Opposing viewpoints – the world certainly seems to spin around that, particularly the digital world.
When we are children our world-view may be distorted or capped by limited understanding. Most times the adults in our lives shield us from some (sometimes harsh) realities and our capacity to process the “facts of life” is not fully developed. People differ on how to raise children. Especially today, where the psychology of it all is considered more than it ever was.
In the past most of society had the ‘be seen and not heard’ attitude towards children and for it’s time it may have served the purpose.Scientists tells us that by age seven, children typically begin to reason. They begin to internalize a lot more and recognize the difference between right and wrong. Their increased capacity for empathy causes them to gradually shut down their ‘no-filter’ approach to expressing themselves.
Filter or no filter, children do have opinions and though this may be processed through the child-coloured lenses making them a little more optimistic; they need to be heard.
At a younger age children tend to hold a rather uncompromising sense of right and wrong. As they approach teenage-hood they are influenced more by other factors and they will tend to disagree more than agree with adults (especially parents) openly or quietly. As a parent, you grow to accept that opposing viewpoints will rule for a couple of years. Sometimes we prefer to blame the ‘hormones’ than to engage in unending squabbles about everything under the sun. However, we forget that young as they are, they are individual entities and this is a critical time in their development.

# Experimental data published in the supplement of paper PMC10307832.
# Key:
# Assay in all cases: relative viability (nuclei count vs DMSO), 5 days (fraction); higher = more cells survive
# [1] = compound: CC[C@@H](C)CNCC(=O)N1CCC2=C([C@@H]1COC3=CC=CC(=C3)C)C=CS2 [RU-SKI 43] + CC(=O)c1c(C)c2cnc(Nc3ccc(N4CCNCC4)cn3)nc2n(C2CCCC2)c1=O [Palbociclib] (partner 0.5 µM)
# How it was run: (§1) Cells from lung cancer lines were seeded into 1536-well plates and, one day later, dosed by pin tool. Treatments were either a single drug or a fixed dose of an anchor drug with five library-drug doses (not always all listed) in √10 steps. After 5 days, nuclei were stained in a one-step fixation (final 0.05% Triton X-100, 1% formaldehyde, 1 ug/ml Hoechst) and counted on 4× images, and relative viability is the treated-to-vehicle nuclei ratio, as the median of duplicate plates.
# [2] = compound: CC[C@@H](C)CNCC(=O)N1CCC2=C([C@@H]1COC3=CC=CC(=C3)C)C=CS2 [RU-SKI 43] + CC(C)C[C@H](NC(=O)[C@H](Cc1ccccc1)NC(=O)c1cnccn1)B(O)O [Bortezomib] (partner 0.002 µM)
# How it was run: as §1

For parents with opinionated children/teens, rather than shut them down, why not turn it into something constructive like having family debates and conversations on different subjects e.g current affairs, culture, art, science and even mundane topics like who should do what and why. While the typical African parent is loathe to ‘argue with a child’ constructive debate should be encouraged.
The ‘blessing’ of the covid-19 pandemic is that it has allowed more family-time for most. Why not use this time to learn about what your child thinks, how they have come to their conclusions and positively influence their opinions.
In school, debate clubs are typically made of the more out-going and out-spoken types and this is understandable because putting yourself ‘out there’ at an age where self-consciousness is at its peak is not easy. This does not mean that the introverts have no opinions.While we cannot all become pundits, we all have opinions and expressing them at home with family is definitely safer than in front of an audience or on twitter where you are likely to get digital stones thrown at you from those with opposing viewpoints.
At Turi, Rhino Cup debates internally and with other schools are a highlight of the school calendar. Having structured debates on a wide array of topics is good for development of critical thinking skills, encourages wide reading and research, improves collaborative skills and enhances public-speaking skills. Speaking in front of an audience is also a great confidence booster too.
So what does your child think about the current status of the world, the pandemic, tradition, fashion, religion, money and life in general? Do you agree or disagree? and how much of their current views are influenced by you, the parent.
Watch this Rhino Cup Debate from earlier in the year that resonates with recent debates on compensation of artists in Kenya.